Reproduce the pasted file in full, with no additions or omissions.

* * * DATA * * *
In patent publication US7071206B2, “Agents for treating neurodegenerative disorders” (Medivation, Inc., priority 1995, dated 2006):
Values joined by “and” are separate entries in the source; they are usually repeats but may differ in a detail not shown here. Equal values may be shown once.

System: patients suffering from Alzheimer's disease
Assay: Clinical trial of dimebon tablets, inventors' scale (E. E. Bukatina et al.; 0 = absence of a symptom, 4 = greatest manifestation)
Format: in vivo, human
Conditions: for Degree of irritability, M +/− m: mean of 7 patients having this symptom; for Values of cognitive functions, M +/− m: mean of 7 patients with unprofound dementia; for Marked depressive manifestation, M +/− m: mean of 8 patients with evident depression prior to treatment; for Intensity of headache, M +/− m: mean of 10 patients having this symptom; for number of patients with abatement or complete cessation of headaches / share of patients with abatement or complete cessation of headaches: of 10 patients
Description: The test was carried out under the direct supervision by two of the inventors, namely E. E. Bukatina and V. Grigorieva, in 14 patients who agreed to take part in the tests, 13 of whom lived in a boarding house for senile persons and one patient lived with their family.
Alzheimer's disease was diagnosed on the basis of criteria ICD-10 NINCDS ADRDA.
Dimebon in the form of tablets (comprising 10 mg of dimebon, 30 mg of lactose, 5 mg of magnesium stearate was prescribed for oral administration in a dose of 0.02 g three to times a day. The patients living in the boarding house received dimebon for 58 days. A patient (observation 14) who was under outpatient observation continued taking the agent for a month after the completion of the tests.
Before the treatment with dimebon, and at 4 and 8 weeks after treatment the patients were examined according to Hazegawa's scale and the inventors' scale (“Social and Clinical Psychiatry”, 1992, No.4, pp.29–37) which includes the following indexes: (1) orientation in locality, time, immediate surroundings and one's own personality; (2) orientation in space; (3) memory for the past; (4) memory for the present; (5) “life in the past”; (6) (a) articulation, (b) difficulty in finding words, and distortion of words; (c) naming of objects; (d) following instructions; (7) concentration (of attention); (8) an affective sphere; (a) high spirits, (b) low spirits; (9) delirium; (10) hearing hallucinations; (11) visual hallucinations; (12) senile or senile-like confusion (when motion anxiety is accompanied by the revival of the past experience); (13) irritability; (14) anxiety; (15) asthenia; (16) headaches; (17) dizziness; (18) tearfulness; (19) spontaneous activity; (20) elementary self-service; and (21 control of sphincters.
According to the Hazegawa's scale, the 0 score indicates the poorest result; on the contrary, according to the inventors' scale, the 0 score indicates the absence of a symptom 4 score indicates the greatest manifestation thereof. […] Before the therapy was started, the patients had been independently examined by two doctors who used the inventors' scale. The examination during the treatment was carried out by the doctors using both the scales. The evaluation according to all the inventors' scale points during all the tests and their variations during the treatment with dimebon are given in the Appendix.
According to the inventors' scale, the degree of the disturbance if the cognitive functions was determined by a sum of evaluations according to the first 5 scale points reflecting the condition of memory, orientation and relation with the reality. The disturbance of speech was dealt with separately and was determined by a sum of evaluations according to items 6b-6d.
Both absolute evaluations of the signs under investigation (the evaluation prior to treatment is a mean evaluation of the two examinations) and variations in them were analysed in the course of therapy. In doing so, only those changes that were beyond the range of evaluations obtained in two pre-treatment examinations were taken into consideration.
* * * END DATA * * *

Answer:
In patent publication US7071206B2, “Agents for treating neurodegenerative disorders” (Medivation, Inc., priority 1995, dated 2006):
Values joined by “and” are separate entries in the source; they are usually repeats but may differ in a detail not shown here. Equal values may be shown once.

System: patients suffering from Alzheimer's disease
Assay: Clinical trial of dimebon tablets, inventors' scale (E. E. Bukatina et al.; 0 = absence of a symptom, 4 = greatest manifestation)
Format: in vivo, human
Conditions: for Degree of irritability, M +/− m: mean of 7 patients having this symptom; for Values of cognitive functions, M +/− m: mean of 7 patients with unprofound dementia; for Marked depressive manifestation, M +/− m: mean of 8 patients with evident depression prior to treatment; for Intensity of headache, M +/− m: mean of 10 patients having this symptom; for number of patients with abatement or complete cessation of headaches / share of patients with abatement or complete cessation of headaches: of 10 patients
Description: The test was carried out under the direct supervision by two of the inventors, namely E. E. Bukatina and V. Grigorieva, in 14 patients who agreed to take part in the tests, 13 of whom lived in a boarding house for senile persons and one patient lived with their family.
Alzheimer's disease was diagnosed on the basis of criteria ICD-10 NINCDS ADRDA.
Dimebon in the form of tablets (comprising 10 mg of dimebon, 30 mg of lactose, 5 mg of magnesium stearate was prescribed for oral administration in a dose of 0.02 g three to times a day. The patients living in the boarding house received dimebon for 58 days. A patient (observation 14) who was under outpatient observation continued taking the agent for a month after the completion of the tests.
Before the treatment with dimebon, and at 4 and 8 weeks after treatment the patients were examined according to Hazegawa's scale and the inventors' scale (“Social and Clinical Psychiatry”, 1992, No.4, pp.29–37) which includes the following indexes: (1) orientation in locality, time, immediate surroundings and one's own personality; (2) orientation in space; (3) memory for the past; (4) memory for the present; (5) “life in the past”; (6) (a) articulation, (b) difficulty in finding words, and distortion of words; (c) naming of objects; (d) following instructions; (7) concentration (of attention); (8) an affective sphere; (a) high spirits, (b) low spirits; (9) delirium; (10) hearing hallucinations; (11) visual hallucinations; (12) senile or senile-like confusion (when motion anxiety is accompanied by the revival of the past experience); (13) irritability; (14) anxiety; (15) asthenia; (16) headaches; (17) dizziness; (18) tearfulness; (19) spontaneous activity; (20) elementary self-service; and (21 control of sphincters.
According to the Hazegawa's scale, the 0 score indicates the poorest result; on the contrary, according to the inventors' scale, the 0 score indicates the absence of a symptom 4 score indicates the greatest manifestation thereof. […] Before the therapy was started, the patients had been independently examined by two doctors who used the inventors' scale. The examination during the treatment was carried out by the doctors using both the scales. The evaluation according to all the inventors' scale points during all the tests and their variations during the treatment with dimebon are given in the Appendix.
According to the inventors' scale, the degree of the disturbance if the cognitive functions was determined by a sum of evaluations according to the first 5 scale points reflecting the condition of memory, orientation and relation with the reality. The disturbance of speech was dealt with separately and was determined by a sum of evaluations according to items 6b-6d.
Both absolute evaluations of the signs under investigation (the evaluation prior to treatment is a mean evaluation of the two examinations) and variations in them were analysed in the course of therapy. In doing so, only those changes that were beyond the range of evaluations obtained in two pre-treatment examinations were taken into consideration.